The Internet of Everything is re-shaping technology trends–moving away from “request/response” architecture to an “always-on” Streaming Web where data is in constant motion and secure, reliable communication is an absolute necessity. As more and more THINGS go online, the challenges that developers will need to address will only increase exponentially. In his session at @ThingsExpo, Todd Greene, Founder & CEO of PubNub, exploreed the current state of IoT connectivity and review key trends and technology requirements that will drive the Internet of Things from hype to reality.
Most of the IoT Gateway scenarios involve collecting data from machines/processing and pushing data upstream to cloud for further analytics. The gateway hardware varies from Raspberry Pi to Industrial PCs. The document states the process of allowing deploying polyglot data pipelining software with the clear notion of supporting immutability. In his session at @ThingsExpo, Shashank Jain, a development architect for SAP Labs, discussed the objective, which is to automate the IoT deployment process from development to production scenarios using Docker containers.
The cloud. Like a comic book superhero, there seems to be no problem it can’t fix or cost it can’t slash. Yet making the transition is not always easy and production environments are still largely on premise. Taking some practical and sensible steps to reduce risk can also help provide a basis for a successful cloud transition. A plethora of surveys from the likes of IDG and Gartner show that more than 70 percent of enterprises have deployed at least one or more cloud application or workload. Yet a closer inspection at the data reveals less than half of these cloud projects involve production...
Countless business models have spawned from the IaaS industry – resell Web hosting, blogs, public cloud, and on and on. With the overwhelming amount of tools available to us, it's sometimes easy to overlook that many of them are just new skins of resources we've had for a long time. In his general session at 17th Cloud Expo, Harold Hannon, Sr. Software Architect at SoftLayer, an IBM Company, broke down what we have to work with, discussed the benefits and pitfalls and how we can best use them to design hosted applications.
Discussions of cloud computing have evolved in recent years from a focus on specific types of cloud, to a world of hybrid cloud, and to a world dominated by the APIs that make today's multi-cloud environments and hybrid clouds possible. In this Power Panel at 17th Cloud Expo, moderated by Conference Chair Roger Strukhoff, panelists addressed the importance of customers being able to use the specific technologies they need, through environments and ecosystems that expose their APIs to make true change and transformation possible.
Microservices are a very exciting architectural approach that many organizations are looking to as a way to accelerate innovation. Microservices promise to allow teams to move away from monolithic "ball of mud" systems, but the reality is that, in the vast majority of organizations, different projects and technologies will continue to be developed at different speeds. How to handle the dependencies between these disparate systems with different iteration cycles? Consider the "canoncial problem" in this scenario: microservice A (releases daily) depends on a couple of additions to backend B (re...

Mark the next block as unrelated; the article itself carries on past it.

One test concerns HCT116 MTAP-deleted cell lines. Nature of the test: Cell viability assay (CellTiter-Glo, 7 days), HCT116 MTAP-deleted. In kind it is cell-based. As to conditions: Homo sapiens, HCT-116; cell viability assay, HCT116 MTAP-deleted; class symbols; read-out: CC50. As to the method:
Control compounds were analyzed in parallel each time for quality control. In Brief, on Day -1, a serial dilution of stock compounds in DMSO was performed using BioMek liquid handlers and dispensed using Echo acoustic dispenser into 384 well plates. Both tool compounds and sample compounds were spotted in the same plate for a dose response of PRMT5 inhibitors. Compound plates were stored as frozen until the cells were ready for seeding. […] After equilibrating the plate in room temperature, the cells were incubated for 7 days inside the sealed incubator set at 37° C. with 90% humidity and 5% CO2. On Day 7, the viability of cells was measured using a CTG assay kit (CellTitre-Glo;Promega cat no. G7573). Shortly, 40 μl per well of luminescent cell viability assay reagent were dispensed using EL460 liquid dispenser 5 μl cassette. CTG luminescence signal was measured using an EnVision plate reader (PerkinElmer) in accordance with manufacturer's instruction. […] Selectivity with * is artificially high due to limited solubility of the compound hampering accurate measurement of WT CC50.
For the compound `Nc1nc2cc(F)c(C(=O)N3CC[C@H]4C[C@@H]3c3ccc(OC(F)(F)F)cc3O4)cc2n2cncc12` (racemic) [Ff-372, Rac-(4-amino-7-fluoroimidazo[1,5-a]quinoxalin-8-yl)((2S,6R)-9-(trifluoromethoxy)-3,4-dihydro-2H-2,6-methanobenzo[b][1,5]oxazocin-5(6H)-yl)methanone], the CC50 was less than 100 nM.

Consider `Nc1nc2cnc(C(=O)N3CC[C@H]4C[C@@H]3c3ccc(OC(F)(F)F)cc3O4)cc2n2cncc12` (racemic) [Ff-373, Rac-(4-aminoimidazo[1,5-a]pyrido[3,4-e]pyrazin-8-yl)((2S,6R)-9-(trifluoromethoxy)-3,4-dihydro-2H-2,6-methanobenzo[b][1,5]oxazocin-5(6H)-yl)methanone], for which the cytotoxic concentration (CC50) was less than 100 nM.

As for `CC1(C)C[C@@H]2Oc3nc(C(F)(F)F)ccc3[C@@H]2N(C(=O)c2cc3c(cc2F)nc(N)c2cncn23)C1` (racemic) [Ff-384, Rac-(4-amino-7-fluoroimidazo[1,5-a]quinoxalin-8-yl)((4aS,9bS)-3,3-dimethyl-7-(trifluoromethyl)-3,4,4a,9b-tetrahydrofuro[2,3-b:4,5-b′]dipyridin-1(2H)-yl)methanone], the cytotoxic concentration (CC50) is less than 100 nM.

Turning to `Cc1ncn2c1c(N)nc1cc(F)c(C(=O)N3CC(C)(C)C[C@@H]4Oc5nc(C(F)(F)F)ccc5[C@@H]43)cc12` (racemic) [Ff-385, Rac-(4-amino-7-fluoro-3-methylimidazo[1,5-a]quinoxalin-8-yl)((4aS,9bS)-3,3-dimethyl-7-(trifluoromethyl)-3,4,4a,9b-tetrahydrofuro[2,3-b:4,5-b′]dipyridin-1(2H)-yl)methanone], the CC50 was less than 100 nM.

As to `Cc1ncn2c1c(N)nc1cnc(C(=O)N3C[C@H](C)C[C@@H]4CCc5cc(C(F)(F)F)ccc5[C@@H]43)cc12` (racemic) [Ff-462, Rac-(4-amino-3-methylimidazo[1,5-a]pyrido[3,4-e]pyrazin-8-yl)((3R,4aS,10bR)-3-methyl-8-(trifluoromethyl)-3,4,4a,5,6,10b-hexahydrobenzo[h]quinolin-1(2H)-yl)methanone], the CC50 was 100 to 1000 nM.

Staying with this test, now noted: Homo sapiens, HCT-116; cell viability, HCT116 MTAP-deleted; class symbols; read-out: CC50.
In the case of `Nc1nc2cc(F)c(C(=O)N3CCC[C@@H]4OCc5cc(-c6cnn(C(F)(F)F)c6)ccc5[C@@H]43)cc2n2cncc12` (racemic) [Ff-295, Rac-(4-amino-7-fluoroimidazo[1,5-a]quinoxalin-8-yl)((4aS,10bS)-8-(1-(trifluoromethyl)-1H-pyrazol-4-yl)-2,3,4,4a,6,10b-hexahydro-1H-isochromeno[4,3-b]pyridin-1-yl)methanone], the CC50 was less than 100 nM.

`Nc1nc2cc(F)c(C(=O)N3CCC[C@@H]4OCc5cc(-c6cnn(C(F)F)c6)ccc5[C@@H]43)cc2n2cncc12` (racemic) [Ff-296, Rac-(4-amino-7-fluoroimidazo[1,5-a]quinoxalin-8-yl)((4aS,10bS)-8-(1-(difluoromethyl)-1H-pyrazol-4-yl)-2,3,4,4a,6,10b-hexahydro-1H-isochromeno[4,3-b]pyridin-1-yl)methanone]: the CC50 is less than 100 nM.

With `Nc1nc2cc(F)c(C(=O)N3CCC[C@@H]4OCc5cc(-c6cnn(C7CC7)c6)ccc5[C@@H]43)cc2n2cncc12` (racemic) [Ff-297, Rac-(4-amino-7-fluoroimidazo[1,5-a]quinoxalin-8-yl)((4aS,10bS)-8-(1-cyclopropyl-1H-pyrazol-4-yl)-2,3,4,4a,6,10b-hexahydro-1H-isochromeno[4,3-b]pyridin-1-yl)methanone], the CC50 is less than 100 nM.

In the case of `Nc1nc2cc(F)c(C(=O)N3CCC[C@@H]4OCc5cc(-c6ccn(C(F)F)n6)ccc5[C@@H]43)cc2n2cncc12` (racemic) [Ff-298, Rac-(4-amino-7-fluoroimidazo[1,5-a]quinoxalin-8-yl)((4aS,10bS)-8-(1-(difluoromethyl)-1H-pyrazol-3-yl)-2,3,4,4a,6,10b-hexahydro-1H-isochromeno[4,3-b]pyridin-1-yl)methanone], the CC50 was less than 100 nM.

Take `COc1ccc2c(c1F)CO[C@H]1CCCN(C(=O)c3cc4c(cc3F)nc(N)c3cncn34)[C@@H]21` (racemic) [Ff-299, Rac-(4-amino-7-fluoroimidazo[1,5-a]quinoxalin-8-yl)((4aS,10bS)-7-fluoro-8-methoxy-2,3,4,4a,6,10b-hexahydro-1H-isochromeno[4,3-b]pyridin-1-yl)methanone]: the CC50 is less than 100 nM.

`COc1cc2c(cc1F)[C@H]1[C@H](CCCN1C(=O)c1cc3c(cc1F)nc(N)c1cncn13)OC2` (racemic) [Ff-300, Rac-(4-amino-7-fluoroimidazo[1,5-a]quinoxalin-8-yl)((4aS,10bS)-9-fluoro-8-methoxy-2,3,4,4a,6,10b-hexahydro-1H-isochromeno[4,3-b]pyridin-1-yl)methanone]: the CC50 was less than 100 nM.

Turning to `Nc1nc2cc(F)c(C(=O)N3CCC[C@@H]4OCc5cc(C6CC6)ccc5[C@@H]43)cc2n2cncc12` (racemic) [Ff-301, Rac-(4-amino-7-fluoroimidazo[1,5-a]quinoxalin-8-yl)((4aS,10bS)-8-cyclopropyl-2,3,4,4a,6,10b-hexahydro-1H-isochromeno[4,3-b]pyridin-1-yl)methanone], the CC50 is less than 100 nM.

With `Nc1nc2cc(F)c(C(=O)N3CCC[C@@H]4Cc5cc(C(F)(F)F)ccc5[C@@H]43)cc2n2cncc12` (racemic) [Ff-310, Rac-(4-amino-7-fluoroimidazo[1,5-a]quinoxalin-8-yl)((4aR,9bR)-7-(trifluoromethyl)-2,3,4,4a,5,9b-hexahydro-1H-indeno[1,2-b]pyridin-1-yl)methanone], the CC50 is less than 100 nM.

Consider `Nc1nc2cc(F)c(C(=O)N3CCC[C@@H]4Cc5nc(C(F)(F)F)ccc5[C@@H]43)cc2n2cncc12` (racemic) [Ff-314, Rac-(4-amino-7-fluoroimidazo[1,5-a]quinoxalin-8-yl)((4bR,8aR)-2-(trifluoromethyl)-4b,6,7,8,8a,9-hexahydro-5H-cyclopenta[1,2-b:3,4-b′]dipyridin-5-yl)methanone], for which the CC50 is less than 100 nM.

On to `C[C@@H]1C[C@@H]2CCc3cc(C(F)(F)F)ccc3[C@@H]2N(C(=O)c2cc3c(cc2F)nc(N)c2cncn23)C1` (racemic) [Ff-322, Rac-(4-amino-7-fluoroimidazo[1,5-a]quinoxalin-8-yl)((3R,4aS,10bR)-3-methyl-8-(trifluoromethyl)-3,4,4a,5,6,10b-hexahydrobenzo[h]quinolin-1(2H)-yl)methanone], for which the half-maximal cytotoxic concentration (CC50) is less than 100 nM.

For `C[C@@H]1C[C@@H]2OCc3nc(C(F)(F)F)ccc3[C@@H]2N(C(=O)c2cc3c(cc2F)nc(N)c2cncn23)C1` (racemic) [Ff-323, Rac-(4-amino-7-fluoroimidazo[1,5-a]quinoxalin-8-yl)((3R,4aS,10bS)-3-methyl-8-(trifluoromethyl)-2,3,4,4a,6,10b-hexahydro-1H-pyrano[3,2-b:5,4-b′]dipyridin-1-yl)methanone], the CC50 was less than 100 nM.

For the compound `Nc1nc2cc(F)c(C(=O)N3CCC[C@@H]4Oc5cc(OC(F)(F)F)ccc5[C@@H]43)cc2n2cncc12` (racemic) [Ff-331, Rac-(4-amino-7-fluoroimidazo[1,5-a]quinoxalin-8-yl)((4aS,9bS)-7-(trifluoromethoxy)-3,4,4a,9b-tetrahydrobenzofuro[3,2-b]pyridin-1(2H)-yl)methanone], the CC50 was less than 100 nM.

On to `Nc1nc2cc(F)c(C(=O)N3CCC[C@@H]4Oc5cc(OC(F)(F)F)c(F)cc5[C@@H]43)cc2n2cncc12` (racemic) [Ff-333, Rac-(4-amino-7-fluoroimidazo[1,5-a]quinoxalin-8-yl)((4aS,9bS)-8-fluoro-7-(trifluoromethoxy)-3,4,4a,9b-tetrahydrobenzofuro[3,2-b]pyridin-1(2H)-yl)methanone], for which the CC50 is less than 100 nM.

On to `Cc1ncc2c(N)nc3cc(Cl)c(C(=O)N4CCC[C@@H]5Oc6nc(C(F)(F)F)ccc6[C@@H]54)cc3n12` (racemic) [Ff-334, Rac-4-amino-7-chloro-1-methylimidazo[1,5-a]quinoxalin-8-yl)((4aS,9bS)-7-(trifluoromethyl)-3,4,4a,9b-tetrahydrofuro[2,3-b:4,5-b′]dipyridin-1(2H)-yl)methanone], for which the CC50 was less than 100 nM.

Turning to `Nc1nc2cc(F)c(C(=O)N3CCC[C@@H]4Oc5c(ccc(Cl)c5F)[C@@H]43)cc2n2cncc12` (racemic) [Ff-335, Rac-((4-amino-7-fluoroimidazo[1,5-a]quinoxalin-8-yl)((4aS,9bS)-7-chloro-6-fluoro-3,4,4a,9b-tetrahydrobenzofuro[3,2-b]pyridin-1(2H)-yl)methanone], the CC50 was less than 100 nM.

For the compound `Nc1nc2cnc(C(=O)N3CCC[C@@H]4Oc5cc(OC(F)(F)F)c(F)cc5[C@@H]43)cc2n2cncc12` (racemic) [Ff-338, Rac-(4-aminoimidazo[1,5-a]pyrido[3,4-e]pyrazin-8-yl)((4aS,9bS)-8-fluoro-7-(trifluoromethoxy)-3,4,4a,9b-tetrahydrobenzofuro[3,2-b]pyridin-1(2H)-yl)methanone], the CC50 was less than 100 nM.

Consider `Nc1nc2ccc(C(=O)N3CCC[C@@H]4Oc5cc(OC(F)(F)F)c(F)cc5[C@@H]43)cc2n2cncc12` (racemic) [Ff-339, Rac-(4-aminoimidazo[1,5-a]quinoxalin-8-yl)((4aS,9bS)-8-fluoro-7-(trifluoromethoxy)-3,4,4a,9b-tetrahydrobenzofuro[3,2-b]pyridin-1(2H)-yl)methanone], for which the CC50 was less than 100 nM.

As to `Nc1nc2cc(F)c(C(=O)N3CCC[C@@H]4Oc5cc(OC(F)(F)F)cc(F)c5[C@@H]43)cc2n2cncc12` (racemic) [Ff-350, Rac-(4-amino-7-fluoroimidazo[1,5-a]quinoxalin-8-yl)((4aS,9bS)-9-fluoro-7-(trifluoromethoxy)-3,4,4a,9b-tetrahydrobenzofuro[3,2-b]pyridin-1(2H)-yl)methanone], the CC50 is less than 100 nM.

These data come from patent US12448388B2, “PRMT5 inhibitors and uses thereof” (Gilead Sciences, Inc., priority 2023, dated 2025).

Container technology is shaping the future of DevOps and it’s also changing the way organizations think about application development. With the rise of mobile applications in the enterprise, businesses are abandoning year-long development cycles and embracing technologies that enable rapid development and continuous deployment of apps. In his session at DevOps Summit, Kurt Collins, Developer Evangelist at, examined how Docker has evolved into a highly effective tool for application delivery by allowing increasingly popular Mobile Backend-as-a-Service (mBaaS) platforms to quickly crea...
Too often with compelling new technologies market participants become overly enamored with that attractiveness of the technology and neglect underlying business drivers. This tendency, what some call the “newest shiny object syndrome” is understandable given that virtually all of us are heavily engaged in technology. But it is also mistaken. Without concrete business cases driving its deployment, IoT, like many other technologies before it, will fade into obscurity.
We all know that data growth is exploding and storage budgets are shrinking. Instead of showing you charts on about how much data there is, in his General Session at 17th Cloud Expo, Scott Cleland, Senior Director of Product Marketing at HGST, showed how to capture all of your data in one place. After you have your data under control, you can then analyze it in one place, saving time and resources.
The Internet of Things is clearly many things: data collection and analytics, wearables, Smart Grids and Smart Cities, the Industrial Internet, and more. Cool platforms like Arduino, Raspberry Pi, Intel's Galileo and Edison, and a diverse world of sensors are making the IoT a great toy box for developers in all these areas. In this Power Panel at @ThingsExpo, moderated by Conference Chair Roger Strukhoff, panelists discussed what things are the most important, which will have the most profound effect on the world, and what should we expect to see over the next couple of years.